American Bar Association
Media Alerts
Media Alerts - Covol Fuels No. 4 LLC v. Pinnacle Mining Co. LLC -- Fourth Circuit
Decrease font size
Increase font size
April 4, 2015
  Covol Fuels No. 4 LLC v. Pinnacle Mining Co. LLC -- Fourth Circuit
Headline: The "Right Way" for Courts to Interpret the "Right of Way Reasonably Needed"

Areas of Law: Contract, Tort

Issues Presented: Whether the terms of a contract were sufficiently ambiguous to establish a genuine issue of material fact. Whether the gist of the action doctrine barred tort claims because the claims were simply breach of contract claims masquerading as tort.

Extended Summary: Covol Fuels No. 4 ("Covol") and Pinnacle Mining Company ("Pinnacle") were parties to a five-year business agreement whereby Covol was to take over coal fine recovery operations at the Pinnacle mine in West Virginia. Under the terms of the agreement Pinnacle disclaimed any representation or warranty as to the character or quality of the coal fines and was required to provide Covol with "any right-of-way reasonably needed" for Covol to transport the refuse material. Covol was authorized to unilaterally terminate the contract if recovery operations became economically unfeasible.

After coal is mined, it is refined through a wash process. This wash process strips the extracted coal from any waste material. Small quantities of coal are left in the waste material that is separated out. These quantities, known as coal fines, have commercial value. At the Pinnacle mine in West Virginia, after the wash process, waste material was pumped through a slurry line into an impoundment pond. Covol would then use a dredge machine to collect the coal fines from the pond. Covol paid $14 million upfront and an additional $4 million in renovations for the facilities and equipment used for coal fines extraction. However, the dredging machine used by Covol could only reach down 25 feet into the 200-foot impoundment. Therefore, the water level of the impoundment was pertinent to Covol's success in extracting and selling coal fines.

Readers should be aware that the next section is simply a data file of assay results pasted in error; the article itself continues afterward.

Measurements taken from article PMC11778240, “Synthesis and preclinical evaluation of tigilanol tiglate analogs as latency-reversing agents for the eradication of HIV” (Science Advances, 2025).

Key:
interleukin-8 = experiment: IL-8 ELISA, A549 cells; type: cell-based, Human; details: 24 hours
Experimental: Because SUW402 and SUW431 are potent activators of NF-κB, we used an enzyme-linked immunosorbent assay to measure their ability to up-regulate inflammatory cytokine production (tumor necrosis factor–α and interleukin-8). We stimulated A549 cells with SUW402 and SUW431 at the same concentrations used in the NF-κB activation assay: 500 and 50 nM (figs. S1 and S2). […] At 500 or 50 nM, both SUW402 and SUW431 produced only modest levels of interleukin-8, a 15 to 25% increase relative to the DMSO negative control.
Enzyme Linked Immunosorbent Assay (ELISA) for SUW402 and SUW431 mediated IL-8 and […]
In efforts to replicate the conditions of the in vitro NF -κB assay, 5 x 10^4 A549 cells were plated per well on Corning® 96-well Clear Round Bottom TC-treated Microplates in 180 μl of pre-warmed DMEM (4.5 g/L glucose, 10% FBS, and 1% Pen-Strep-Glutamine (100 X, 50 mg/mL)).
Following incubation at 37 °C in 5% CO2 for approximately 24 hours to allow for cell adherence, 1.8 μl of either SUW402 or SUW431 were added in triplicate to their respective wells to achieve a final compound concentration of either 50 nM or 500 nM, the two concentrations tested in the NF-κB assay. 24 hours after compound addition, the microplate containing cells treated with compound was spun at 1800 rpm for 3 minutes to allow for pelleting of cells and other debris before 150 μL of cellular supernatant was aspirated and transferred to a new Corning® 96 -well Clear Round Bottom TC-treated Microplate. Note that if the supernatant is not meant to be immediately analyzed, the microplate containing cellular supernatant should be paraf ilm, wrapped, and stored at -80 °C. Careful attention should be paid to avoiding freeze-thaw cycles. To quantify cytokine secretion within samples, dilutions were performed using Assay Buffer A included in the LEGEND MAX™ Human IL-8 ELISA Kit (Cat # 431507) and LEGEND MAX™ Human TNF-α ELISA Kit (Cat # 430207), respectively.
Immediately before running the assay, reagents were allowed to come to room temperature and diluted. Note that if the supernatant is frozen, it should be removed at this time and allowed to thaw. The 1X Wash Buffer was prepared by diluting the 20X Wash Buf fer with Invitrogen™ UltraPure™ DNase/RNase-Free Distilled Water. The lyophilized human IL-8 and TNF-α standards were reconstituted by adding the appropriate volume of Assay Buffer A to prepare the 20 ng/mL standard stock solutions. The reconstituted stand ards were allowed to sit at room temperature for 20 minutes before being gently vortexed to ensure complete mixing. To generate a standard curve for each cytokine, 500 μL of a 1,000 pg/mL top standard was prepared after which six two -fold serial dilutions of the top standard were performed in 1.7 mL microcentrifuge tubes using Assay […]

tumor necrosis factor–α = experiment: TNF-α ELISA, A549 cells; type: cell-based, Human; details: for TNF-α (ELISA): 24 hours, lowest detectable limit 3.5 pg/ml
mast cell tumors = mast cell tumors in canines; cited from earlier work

While the initial Mine Safety and Health Administration plan required that any dredging of the impoundment be performed concomitant with an incremental lowering of the water level, Pinnacle adopted a protocol (to comply with West Virginia regulations for management of selenium pollution) that prevented Pinnacle from lowering the water level of the impoundment two years into the agreement. Also, in 2011, Pinnacle upgraded its wash plant, causing the quality of coal fines left after the wash to be significantly lowered. That year, due to the stagnant water level and low quality coal fines, it became economically unfeasible for Covol to continue coal fines recovery operations at the Pinnacle mine.

Covol filed suit against Pinnacle in 2012, alleging claims for 1) breach of contract based on both the terms of the agreement and the implied covenant of good faith and fair dealing; 2) a tort claim for fraudulent concealment; 3) a tort claim for negligent misrepresentation; and 4) a claim for unjust enrichment. Pinnacle was awarded summary judgment on all counts. The District Court found the contract unambiguous. Because the contract's natural meaning did not give Covol the right to access material through a lowering of the water level in the impoundment, the claim for breach of the implied covenant of good faith and fair dealing could not stand. With regard to the two torts claims, the court held that both claims were barred by the gist of the action doctrine. Finally, the court determined that the agreement was an express contract that could not be the basis of an unjust enrichment claim.